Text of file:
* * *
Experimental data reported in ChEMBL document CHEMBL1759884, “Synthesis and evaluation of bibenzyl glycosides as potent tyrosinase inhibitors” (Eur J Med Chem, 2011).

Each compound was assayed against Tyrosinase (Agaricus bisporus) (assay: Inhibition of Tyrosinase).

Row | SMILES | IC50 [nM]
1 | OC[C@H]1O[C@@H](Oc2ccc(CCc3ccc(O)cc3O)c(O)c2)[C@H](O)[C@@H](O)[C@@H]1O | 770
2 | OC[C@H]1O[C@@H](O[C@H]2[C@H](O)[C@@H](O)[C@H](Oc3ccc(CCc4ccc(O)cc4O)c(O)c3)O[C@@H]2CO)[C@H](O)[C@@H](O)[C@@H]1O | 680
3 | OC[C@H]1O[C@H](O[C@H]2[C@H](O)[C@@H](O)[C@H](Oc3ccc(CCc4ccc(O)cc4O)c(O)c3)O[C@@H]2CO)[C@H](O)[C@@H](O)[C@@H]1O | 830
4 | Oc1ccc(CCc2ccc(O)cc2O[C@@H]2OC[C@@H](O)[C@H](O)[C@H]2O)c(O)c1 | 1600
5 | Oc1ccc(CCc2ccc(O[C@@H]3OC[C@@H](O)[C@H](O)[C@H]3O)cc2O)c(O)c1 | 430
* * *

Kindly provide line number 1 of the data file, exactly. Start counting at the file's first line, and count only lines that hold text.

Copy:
Experimental data reported in ChEMBL document CHEMBL1759884, “Synthesis and evaluation of bibenzyl glycosides as potent tyrosinase inhibitors” (Eur J Med Chem, 2011).